FORMER Minister for Information and Broadcasting and a senior leader of PTI Fawad Chaudhry has threatened that their Party would be back on roads along with lawyers from 01 May for, what he called, restoration of the Constitution. Speaking in a television programme, he said institutions were falling apart and there seemed to be no political stability in the country.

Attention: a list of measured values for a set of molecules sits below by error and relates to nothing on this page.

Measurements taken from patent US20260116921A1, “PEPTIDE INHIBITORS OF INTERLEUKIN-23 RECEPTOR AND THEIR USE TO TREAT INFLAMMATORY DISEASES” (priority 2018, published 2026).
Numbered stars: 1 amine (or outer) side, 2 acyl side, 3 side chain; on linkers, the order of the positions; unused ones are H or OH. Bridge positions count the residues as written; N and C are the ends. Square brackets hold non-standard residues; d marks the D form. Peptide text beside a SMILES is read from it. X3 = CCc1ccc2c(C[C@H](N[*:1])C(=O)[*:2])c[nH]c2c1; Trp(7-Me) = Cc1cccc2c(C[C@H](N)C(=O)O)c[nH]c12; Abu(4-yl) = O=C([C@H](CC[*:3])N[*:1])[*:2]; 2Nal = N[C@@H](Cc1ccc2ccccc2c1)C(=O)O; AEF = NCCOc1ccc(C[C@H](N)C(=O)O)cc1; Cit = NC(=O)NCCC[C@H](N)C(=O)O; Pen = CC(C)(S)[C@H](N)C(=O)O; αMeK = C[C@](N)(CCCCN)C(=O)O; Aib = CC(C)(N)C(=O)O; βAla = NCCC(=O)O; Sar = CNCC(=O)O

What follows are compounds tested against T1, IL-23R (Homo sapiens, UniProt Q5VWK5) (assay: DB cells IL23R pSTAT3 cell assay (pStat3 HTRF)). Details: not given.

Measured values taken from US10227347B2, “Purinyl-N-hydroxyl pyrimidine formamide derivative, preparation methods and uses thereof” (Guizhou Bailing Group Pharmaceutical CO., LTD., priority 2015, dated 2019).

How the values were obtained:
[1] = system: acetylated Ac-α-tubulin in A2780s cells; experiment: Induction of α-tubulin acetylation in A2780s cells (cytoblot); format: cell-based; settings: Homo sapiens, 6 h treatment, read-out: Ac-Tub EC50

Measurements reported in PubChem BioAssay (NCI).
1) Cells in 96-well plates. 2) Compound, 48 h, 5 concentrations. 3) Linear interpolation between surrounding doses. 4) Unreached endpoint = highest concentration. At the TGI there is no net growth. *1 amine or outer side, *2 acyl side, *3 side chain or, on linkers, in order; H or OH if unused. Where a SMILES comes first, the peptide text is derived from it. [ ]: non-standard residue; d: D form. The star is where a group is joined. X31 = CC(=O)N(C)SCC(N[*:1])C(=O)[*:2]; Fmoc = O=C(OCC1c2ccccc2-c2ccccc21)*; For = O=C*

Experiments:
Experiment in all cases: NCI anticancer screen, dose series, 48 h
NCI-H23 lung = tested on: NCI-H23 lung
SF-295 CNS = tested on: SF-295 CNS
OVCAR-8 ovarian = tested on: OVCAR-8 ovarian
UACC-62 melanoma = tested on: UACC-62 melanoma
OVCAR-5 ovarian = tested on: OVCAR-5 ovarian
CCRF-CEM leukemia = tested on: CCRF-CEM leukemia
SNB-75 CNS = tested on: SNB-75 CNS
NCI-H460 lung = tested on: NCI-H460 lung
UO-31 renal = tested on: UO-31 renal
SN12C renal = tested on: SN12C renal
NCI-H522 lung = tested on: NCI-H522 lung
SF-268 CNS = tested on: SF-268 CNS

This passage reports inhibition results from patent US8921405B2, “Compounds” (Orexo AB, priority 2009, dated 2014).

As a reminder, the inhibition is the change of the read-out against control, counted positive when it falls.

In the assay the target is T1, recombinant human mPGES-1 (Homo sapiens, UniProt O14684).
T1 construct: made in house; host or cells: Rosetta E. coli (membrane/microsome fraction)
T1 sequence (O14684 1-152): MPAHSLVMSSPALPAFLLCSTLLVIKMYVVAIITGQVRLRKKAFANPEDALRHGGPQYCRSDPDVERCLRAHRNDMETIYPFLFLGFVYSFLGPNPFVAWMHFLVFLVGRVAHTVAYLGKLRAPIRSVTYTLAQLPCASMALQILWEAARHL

The PTI has hinted at resumption of its street politics at a time when the Supreme Court, while hearing its petition about the delay in holding elections for the Punjab Assembly, has sought guarantees both from the Government and the PTI for maintenance of law and order to ensure conduct of the polls in a peaceful atmosphere. There is no doubt that the political parties and other segments of the society have a constitutional right to air their grievances, therefore, the PTI would be well within its right to lodge protests but these have to be strictly within the bounds of the Constitution and the law. However, we have seen protests turning into violence and chaos on different occasions in the recent past, despite assurances given to the Supreme Court to remain peaceful. Therefore, there are apprehensions that violent protests would not, in any way, help achieve the goal of early elections and has the possibility of even derailing the future plans for general elections. The Supreme Court is already seized of the matter of delay in elections in Punjab but even otherwise we have a new date of October 08 for polls of both Punjab and KP assemblies and there should be no attempt to provide justification to the Government or the Election Commission to delay the electoral process further on the plea of threats to law and order. Similarly, Fawad Chaudhry himself has acknowledged that the country was witnessing economic and political crises and it is, therefore, the responsibility of all political parties to avoid actions that could add to the uncertainty and instability. The coalition government has repeatedly been declaring publicly its commitment to hold general elections on completion of the term of the present assemblies which means polls will have to be held in October 2023. Therefore, instead of pursuing the path of confrontation, all parties should join their heads to discuss ways and means to ensure free, fair and transparent elections are held in a peaceful and smooth manner. Such a course would also lend the much-needed credibility to the electoral process and its final outcome.